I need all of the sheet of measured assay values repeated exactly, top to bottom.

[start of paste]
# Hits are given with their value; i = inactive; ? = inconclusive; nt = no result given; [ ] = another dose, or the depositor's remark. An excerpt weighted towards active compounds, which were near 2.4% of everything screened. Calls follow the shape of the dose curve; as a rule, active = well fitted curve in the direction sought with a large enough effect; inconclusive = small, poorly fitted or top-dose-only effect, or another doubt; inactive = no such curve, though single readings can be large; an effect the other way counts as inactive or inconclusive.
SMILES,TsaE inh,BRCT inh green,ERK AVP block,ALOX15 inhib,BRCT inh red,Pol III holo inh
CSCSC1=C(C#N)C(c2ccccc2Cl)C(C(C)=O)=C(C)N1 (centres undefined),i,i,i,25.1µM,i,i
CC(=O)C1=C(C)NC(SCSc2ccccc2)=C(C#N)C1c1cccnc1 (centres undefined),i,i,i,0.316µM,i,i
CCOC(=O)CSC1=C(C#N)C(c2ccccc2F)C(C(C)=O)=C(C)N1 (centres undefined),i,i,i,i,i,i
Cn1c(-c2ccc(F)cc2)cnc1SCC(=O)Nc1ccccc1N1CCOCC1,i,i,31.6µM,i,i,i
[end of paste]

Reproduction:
# Hits are given with their value; i = inactive; ? = inconclusive; nt = no result given; [ ] = another dose, or the depositor's remark. An excerpt weighted towards active compounds, which were near 2.4% of everything screened. Calls follow the shape of the dose curve; as a rule, active = well fitted curve in the direction sought with a large enough effect; inconclusive = small, poorly fitted or top-dose-only effect, or another doubt; inactive = no such curve, though single readings can be large; an effect the other way counts as inactive or inconclusive.
SMILES,TsaE inh,BRCT inh green,ERK AVP block,ALOX15 inhib,BRCT inh red,Pol III holo inh
CSCSC1=C(C#N)C(c2ccccc2Cl)C(C(C)=O)=C(C)N1 (centres undefined),i,i,i,25.1µM,i,i
CC(=O)C1=C(C)NC(SCSc2ccccc2)=C(C#N)C1c1cccnc1 (centres undefined),i,i,i,0.316µM,i,i
CCOC(=O)CSC1=C(C#N)C(c2ccccc2F)C(C(C)=O)=C(C)N1 (centres undefined),i,i,i,i,i,i
Cn1c(-c2ccc(F)cc2)cnc1SCC(=O)Nc1ccccc1N1CCOCC1,i,i,31.6µM,i,i,i